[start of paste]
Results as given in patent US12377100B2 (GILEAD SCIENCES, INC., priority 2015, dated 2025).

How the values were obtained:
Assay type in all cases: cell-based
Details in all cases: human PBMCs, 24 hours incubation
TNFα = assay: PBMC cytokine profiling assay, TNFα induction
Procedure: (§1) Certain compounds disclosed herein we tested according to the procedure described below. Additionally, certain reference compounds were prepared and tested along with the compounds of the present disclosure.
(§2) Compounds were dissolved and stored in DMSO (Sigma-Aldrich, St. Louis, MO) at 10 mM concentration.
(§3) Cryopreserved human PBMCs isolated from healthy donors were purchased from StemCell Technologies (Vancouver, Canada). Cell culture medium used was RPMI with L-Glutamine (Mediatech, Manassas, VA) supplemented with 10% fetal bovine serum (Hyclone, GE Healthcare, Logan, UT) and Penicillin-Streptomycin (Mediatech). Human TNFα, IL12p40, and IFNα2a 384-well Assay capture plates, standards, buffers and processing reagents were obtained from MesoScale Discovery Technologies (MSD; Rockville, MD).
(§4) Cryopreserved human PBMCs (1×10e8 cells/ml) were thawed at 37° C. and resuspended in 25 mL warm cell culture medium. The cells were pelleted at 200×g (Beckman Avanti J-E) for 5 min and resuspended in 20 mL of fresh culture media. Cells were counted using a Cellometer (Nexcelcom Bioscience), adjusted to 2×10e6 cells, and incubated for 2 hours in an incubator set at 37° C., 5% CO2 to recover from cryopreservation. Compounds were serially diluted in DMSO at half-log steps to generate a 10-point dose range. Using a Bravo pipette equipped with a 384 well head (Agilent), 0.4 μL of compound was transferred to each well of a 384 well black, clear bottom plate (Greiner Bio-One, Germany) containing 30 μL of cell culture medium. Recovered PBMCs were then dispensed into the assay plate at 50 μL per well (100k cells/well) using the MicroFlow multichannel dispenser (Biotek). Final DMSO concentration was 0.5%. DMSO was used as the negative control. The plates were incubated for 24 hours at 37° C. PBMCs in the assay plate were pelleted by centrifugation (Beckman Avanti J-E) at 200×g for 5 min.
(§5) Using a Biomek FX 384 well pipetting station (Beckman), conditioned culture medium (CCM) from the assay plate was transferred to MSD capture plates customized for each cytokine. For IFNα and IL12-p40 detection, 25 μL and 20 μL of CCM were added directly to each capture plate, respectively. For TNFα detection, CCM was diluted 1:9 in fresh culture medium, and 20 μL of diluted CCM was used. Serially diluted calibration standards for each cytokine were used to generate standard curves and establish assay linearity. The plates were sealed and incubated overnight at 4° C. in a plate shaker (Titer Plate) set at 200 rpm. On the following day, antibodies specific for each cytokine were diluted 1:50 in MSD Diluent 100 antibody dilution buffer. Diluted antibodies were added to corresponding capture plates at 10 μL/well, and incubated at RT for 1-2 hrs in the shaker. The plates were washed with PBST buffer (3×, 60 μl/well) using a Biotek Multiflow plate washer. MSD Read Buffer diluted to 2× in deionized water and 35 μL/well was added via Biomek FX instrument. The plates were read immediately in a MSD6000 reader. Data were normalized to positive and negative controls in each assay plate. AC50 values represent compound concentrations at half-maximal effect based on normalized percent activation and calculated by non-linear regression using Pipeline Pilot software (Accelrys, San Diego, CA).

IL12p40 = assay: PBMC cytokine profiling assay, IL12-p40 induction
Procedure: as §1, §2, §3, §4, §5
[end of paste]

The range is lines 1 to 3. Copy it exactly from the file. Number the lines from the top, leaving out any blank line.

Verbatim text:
Results as given in patent US12377100B2 (GILEAD SCIENCES, INC., priority 2015, dated 2025).

How the values were obtained:
Assay type in all cases: cell-based